Background: Transition to adult health care for young adults with medical complexity (YAMC) is challenging and much work needs to be done in this area. The Oregon Center for Children and Youth with Special Health Needs participates in a federally-funded Collaborative Improvement and Innovation Network (CoIIN) to improve the quality of care for children with medical complexity. Aims: This study aimed to explore the experiences of Oregon families of YAMC who had recently transitioned to adult health care providers, and obtain recommendations for transition from family members, to inform the development of the CoIIN quality improvement project. Methods: We recruited caregivers of YAMC, ages 18 through 22 years, using a purposive sampling approach and conducted semi-structured interviews with 12 parents and grandparents. We analyzed the interview data to generate themes and sub-themes. Results: Families described having little to no notice about transitioning out of pediatric care and reported that their providers did not communicate with them about the steps needed to ensure a continuation of care into adulthood. Poor transition processes contributed to gaps in needed care, decline in health status of the young adults and psychological burden on the family. Families had to take on the responsibility of meeting the transition needs of YAMC and faced challenges in finding adult providers. Conclusions: The results of this study suggest that YAMC and their families cared for by Oregon health care settings are not adequately prepared for, or supported in, the transition from pediatric to adult health care.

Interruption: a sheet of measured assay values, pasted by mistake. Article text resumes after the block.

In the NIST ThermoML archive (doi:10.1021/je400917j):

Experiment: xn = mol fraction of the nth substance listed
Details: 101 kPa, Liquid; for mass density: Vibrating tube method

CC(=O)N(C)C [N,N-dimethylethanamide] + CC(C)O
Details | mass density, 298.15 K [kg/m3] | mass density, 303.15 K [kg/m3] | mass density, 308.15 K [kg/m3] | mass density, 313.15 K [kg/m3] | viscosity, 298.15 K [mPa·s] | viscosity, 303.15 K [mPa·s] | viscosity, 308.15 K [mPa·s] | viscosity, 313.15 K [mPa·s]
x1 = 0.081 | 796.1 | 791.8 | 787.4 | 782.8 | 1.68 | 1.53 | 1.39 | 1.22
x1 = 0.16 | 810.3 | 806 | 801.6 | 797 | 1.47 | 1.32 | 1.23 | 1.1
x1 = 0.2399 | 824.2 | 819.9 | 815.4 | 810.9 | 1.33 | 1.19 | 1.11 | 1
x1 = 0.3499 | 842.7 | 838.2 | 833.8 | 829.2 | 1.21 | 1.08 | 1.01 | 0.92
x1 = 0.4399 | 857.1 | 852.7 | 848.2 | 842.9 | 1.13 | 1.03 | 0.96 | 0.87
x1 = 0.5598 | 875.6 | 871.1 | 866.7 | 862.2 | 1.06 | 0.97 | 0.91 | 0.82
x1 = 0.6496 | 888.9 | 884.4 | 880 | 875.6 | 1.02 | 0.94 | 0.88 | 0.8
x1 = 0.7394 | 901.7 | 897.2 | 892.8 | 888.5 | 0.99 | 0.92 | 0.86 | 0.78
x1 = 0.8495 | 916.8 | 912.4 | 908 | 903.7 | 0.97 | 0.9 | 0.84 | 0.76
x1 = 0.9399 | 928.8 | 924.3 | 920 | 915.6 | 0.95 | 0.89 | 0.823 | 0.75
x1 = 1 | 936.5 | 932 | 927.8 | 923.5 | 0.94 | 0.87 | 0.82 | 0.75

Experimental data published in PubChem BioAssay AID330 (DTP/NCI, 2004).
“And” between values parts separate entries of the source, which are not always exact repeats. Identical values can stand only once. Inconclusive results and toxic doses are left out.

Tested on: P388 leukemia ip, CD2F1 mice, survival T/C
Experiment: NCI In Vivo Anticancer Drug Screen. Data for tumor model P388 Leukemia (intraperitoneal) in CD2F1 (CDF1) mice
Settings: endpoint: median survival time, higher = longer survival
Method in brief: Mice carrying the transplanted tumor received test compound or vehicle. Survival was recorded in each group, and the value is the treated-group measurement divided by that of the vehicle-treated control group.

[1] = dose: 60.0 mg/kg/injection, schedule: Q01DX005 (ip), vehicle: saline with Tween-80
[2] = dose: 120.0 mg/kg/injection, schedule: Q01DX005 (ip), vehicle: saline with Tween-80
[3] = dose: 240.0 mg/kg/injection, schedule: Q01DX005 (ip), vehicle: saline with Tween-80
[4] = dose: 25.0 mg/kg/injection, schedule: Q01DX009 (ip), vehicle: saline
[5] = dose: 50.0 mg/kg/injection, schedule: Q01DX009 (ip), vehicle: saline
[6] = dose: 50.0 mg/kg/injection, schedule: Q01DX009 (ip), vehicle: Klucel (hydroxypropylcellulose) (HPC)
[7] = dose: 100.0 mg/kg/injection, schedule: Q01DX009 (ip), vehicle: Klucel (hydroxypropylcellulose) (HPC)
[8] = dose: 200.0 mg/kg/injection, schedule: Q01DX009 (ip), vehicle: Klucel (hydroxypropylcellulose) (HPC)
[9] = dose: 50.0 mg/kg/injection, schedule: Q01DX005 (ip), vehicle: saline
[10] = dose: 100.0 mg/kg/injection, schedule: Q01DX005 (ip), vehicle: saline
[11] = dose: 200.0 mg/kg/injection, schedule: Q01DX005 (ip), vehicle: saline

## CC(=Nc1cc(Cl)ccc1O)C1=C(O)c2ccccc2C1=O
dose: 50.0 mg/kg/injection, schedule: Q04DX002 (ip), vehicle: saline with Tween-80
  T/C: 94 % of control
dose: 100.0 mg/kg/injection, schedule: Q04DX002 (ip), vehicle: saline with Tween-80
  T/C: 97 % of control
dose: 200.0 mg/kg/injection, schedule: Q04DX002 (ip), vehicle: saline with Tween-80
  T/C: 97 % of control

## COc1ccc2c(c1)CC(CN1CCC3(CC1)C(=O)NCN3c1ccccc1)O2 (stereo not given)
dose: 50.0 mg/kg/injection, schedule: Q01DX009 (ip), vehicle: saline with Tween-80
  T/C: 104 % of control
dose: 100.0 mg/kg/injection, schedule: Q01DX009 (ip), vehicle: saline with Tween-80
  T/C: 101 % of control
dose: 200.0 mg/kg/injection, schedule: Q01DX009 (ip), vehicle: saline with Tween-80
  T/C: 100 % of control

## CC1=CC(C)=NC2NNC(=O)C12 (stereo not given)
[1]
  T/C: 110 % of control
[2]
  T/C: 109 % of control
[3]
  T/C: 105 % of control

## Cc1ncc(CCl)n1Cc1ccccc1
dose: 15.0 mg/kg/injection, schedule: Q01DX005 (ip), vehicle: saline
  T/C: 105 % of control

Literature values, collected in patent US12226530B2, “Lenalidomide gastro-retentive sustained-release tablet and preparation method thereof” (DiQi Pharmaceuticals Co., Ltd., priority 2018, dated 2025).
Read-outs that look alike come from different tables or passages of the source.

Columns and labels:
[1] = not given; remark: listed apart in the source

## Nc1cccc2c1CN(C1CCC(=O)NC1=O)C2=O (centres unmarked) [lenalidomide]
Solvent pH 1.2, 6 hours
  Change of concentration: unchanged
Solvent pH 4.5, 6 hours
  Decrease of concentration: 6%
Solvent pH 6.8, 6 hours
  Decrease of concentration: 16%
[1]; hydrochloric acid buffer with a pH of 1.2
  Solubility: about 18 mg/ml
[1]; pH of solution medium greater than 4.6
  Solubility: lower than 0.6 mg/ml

- Family experiences
- Health care transition
- Transfer of care
- Young adults with medical complexity
ASJC Scopus subject areas